The Mace: Symbol of Mayhem and Controversy

By Joe Aura,

An unprecedented Tuesday in Nairobi, intended for peaceful protest against a controversial finance bill, devolved into mayhem and bloodshed. The heart of Kenya’s capital was engulfed in violence as police, responding to an increasingly volatile demonstration, opened fire with live ammunition, killing at least five people. The parliament building, a beacon of the nation’s democracy, was set ablaze by enraged protesters who managed to breach its defenses. In a startling twist, the ceremonial mace, the venerable symbol of legislative authority, was stolen amid the chaos.

Scenes of utter pandemonium unfolded as citizens, driven by frustration over proposed tax hikes, took unprecedented actions. Images of citizens being gunned down outside their parliament evoked a profound sense of loss and outrage. Inside the parliament, protesters turned the hallowed halls into a bizarre tableau—some were seen eating meals, others recording themselves donning the Speaker’s attire. In the streets, the stolen mace became a prop in a disturbing display of defiance, its significance as the emblem of parliamentary legitimacy starkly highlighted against the backdrop of disorder.

Historical Context

In independent Kenya, two maces were used by the bicameral House from 1963 to 1966. After that, only one mace was used until 2013, when the new Constitution reinstated the Senate. Former President Jomo Kenyatta officially brought the maces to Parliament on December 14, 1964, symbolizing the constitutional authority of the two houses derived from Kenyans (Parliament of Kenya).

Symbolism and Function of the Mace

The mace is an essential part of parliamentary regalia, providing credence and legality to the assembly of Members of Parliament. The Speaker of the Legislative Council, Mr. Cavendish Bentick, received the first mace in 1958 from the Crown Prince. Since then, the mace has been integral to parliamentary proceedings in Kenya (Kahawa Tungu). In Kenya, the mace is symbolic at the National Assembly, Senate, and all 47 county assemblies. The Serjeant-at-Arms, who is responsible for enforcing standing orders and maintaining order and decorum, also performs ceremonial duties, including carrying the mace to and from the House during sessions (Parliament of Kenya).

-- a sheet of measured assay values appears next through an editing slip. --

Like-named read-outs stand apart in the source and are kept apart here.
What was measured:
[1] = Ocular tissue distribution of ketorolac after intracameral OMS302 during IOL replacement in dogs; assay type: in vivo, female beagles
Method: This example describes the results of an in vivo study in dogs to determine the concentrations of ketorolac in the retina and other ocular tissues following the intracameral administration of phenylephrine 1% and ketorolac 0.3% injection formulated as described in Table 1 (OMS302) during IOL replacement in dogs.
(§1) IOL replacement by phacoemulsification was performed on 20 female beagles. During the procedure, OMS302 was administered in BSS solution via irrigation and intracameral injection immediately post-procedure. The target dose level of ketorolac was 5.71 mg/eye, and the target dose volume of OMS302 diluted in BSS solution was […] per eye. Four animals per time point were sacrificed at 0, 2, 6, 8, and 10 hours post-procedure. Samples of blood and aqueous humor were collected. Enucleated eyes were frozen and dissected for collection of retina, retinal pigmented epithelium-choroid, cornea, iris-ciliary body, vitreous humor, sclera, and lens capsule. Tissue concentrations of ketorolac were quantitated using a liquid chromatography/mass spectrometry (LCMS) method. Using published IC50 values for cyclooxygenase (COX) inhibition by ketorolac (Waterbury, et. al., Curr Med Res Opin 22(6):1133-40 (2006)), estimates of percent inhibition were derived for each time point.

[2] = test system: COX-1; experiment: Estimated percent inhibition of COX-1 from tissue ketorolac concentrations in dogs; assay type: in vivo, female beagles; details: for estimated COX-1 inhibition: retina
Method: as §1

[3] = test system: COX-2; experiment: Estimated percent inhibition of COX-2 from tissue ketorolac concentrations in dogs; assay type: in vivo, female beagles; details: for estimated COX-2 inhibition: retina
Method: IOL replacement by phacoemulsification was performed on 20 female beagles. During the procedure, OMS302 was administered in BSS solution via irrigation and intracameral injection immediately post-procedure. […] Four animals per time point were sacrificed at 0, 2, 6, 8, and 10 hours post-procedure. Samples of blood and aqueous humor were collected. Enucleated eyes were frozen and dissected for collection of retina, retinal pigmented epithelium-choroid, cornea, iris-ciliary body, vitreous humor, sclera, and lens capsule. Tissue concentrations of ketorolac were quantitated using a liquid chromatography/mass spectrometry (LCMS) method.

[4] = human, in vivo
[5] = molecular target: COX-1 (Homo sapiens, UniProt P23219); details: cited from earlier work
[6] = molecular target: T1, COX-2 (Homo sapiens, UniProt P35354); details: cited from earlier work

Recent Controversies

The theft of the ceremonial mace from the Nairobi County Assembly has significant implications. The mace is a symbol of authority and legality in parliamentary procedures. Without it, the assembly cannot conduct formal business, as it signifies the Speaker’s authority and the assembly’s legitimacy. Consequently, assembly sittings may be delayed until a replacement is acquired or the original is recovered.

The Nairobi County Assembly had already faced controversy over its plan to purchase a new 18-carat gold-plated mace for KSh 30 million, a decision defended by the Speaker as necessary for maintaining standard parliamentary protocol. This procurement is part of the county’s budget and has faced criticism for its high cost amidst other pressing needs (The Star, According to the Annual Development Plan 2023-2024, this acquisition will cost taxpayers a substantial amount of KSh 30 million. The tender documents specify that the mace will weigh between 10 kg and 10.5 kg, with a height of approximately 1.2 meters (The Star, The plan has faced criticism from various quarters, including MCAs who argue that the funds could be better used for other urgent needs. MCA Robert Alai stated, “It’s wrong for the Nairobi City County Assembly to buy a new mace as if that’s the most urgent thing. There are many things which should be spent on. A mace shouldn’t be a priority” (The Star, While the purchase of the mace and the Finance Act are related through the county’s budgetary processes, the mace purchase was not explicitly part of the controversial national Finance Bill 2024, which has also faced significant public backlash and protests (Kenyan Wall Street).


The controversy surrounding the mace highlights the tension between maintaining parliamentary traditions and addressing more immediate fiscal priorities. In a symbolic battle, the Kenyan youth took back what is rightfully theirs—the mace and its power—because their representatives have not used its power to the benefit of the citizens. As the country navigates these turbulent times, the symbolic power of the mace remains a focal point of both legislative authority and public dissent. Chest-thumping, opulence-flaunting state officials have angered their youth, with some opting for a dismissive demeanor towards the struggling population that they rode on to power. Understanding the significance of the mace and its role in parliamentary processes offers crucial insight into the gravity of the current crisis. The events of yesterday are a stark reminder of the delicate balance between tradition and progress, authority and rebellion, in Kenya’s ongoing journey towards democracy. The theft of the mace can be seen as the people reclaiming the power they vested in their politicians and the taxes they pay, emphasizing a profound discontent with how their resources and rights are being managed.


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